Once upon a time, M. Night Shyamalan wasn’t a pretentious hack. That time was the late ‘90s, long before his increasingly lame attempts at suspense thrillers — The Village, Lady in the Water, and most recently, The Happening — failed to thrill anyone at all. For many, as the years go by it’s easy to roll their eyes at the arrogant auteur who promises excitement and lately delivers nothing but boredom.

What many of us almost forget is that M. Night Shyamalan’s breakout 1999 film, The Sixth Sense, was a legitimately good movie. Even though it’s easy these days to do an M. Night impression by waving your arms in the air and screaming, “What a twist!” there’s no denying that many of those seeing The Sixth Sense for the first time were legitimately surprised by its organic, heartbreaking ending.

The Sixth Sense follows Dr. Malcolm Crowe (Bruce Willis), a psychiatrist tasked with counseling troubled Cole Sear (Haley Joel Osment), a young boy who insists that he can see dead people. As the film progresses Crowe’s skepticism fades as he witnesses first hand the harsh reality in which Cole exists, one where tortured spirits roam the world unaware that they are dead.

Though on the outside The Sixth Sense is a simple ghost story, the script puts layer upon layer of real human drama into the mix, drama that is bolstered by amazing performances from Willis, the preternaturally gifted Osment, and Toni Collette, who portrays Cole’s put upon mother. Amidst all the scenes of terror, these three actors express an honest emotion in their portrayals of families torn apart by circumstances outside of their control.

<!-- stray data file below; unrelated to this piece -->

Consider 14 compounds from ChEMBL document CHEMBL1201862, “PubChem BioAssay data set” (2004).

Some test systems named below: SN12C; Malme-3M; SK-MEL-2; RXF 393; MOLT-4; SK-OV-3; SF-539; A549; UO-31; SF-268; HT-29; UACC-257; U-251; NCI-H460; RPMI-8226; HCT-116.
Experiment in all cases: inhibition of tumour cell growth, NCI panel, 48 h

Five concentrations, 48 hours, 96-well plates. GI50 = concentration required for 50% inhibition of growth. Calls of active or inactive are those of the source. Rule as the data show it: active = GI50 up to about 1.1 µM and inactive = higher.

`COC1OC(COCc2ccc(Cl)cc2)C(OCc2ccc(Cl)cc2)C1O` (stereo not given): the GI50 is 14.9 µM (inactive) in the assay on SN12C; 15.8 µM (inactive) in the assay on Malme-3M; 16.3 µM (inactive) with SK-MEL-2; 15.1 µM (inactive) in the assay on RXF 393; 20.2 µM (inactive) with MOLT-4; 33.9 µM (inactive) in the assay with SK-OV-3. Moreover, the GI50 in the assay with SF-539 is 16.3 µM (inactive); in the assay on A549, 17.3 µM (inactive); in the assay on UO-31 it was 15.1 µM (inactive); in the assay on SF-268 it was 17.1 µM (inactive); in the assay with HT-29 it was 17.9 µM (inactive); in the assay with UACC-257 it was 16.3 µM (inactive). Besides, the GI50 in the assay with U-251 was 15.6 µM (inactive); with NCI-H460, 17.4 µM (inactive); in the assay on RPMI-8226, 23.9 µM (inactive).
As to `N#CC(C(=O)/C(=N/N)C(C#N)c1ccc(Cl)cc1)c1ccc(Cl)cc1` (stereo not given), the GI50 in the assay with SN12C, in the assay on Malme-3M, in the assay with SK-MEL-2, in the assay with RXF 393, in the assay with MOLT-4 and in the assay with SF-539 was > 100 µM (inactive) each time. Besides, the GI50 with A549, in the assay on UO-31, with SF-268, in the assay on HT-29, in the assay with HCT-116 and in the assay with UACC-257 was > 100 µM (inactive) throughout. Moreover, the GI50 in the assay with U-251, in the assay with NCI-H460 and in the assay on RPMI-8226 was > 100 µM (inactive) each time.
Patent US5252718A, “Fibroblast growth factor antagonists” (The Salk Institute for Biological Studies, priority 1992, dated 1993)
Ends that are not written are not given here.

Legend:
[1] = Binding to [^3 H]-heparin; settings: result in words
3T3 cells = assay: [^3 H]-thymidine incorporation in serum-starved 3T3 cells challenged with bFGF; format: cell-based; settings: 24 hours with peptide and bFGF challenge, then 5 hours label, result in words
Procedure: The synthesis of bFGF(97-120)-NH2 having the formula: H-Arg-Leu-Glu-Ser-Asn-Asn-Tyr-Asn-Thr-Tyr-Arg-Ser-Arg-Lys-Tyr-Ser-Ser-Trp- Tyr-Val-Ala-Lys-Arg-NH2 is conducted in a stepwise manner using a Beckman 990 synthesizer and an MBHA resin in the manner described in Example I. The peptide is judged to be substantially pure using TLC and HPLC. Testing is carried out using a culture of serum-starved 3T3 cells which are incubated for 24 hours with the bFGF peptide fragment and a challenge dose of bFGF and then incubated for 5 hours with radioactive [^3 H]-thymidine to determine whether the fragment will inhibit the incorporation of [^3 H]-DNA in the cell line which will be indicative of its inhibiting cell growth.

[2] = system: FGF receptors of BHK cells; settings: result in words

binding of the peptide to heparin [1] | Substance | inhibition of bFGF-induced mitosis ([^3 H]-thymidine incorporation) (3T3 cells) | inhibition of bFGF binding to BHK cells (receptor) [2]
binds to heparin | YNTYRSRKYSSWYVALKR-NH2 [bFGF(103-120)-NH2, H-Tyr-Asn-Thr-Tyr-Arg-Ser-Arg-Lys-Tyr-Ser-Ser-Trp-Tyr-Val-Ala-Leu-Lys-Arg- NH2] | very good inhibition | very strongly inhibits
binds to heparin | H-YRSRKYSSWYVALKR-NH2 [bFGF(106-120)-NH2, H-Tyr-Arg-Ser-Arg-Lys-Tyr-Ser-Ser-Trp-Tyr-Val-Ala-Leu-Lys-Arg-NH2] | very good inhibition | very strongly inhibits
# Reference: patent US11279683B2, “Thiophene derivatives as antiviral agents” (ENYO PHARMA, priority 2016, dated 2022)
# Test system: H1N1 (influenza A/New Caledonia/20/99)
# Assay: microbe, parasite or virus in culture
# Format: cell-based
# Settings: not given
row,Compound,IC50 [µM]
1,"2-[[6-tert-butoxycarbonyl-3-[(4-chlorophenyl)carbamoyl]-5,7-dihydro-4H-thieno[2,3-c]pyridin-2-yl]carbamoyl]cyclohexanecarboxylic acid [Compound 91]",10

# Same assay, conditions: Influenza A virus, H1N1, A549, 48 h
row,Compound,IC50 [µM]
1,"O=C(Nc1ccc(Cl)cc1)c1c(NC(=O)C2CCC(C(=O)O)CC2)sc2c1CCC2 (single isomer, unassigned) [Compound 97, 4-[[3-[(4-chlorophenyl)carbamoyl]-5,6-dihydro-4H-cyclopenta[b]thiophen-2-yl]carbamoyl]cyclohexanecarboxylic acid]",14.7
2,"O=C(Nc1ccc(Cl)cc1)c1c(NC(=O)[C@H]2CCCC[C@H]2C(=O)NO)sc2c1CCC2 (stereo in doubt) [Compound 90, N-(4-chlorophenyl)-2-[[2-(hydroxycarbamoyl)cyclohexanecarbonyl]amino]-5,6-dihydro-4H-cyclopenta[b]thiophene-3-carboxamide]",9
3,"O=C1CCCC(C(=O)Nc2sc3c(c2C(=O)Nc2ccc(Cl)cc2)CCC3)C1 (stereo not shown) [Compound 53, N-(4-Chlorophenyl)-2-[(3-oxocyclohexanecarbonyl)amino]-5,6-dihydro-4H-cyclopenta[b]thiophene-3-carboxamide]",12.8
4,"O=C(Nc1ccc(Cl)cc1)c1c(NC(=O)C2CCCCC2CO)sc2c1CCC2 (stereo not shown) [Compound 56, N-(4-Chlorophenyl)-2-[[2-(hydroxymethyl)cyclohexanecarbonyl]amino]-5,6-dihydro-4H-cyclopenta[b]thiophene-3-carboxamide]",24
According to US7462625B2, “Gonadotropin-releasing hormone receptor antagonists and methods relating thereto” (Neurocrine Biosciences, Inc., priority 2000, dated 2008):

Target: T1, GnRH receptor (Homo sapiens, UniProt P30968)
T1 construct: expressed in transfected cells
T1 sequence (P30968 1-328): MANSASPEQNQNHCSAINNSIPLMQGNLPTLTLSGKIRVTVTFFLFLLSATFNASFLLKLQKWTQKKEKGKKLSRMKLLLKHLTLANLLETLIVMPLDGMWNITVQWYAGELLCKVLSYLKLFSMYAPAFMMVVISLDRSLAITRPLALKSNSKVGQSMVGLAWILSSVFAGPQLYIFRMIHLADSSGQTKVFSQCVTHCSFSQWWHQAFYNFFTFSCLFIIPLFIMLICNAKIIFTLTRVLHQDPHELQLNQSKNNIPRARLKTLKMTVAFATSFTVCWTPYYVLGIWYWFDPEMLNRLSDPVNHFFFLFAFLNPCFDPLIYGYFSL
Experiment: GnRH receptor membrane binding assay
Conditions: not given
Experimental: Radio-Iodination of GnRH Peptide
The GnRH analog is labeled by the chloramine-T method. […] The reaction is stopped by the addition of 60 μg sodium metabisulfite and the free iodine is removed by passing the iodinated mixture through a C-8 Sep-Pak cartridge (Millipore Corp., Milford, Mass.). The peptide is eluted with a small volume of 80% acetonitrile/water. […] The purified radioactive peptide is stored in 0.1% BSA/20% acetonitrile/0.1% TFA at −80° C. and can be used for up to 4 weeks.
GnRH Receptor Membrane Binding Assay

Beyond the drama, it’s tension that makes the movie work. As many other reviewers have commented over the years, the tone of the movie is downright Hitchcockian — with cameras slowly panning through gloomy hallways, lingering on the expressive face of a frightened actor, M. Night Shyamalan caused fear to build deep within the audience’s gut before releasing it in a torrent of terror with a few brief scene of the horrifying ghosts.

The tense thrills and the raw performances of the film’s leads are what bring The Sixth Sense home. It also doesn’t hurt that the movie’s now classic twist ending (which I won’t reveal here for those who have somehow managed to avoid hearing it) isn’t forced into place — it’s something worked in subtly throughout the film’s 107 minute running time. As with the pervasive fearful atmosphere that built up to scares earlier in the movie, the final reveal is one that simmers throughout the story before eventually boiling over, leaving audiences unable to keep from gasping.

It’s a shame that after The Sixth Sense, the young auteur behind such a well-crafted film developed a big head and lost sight of how to make a truly good movie. As the years go by, M. Night Shyamalan becomes more and more a parody of himself. One hopes he will reflect upon what made The Sixth Sense so great and produce a new film just as memorable. Wouldn’t that be the most unexpected twist of them all.

– BuddyTV Staff Writer
(Photo courtesy of Buena Vista Pictures)

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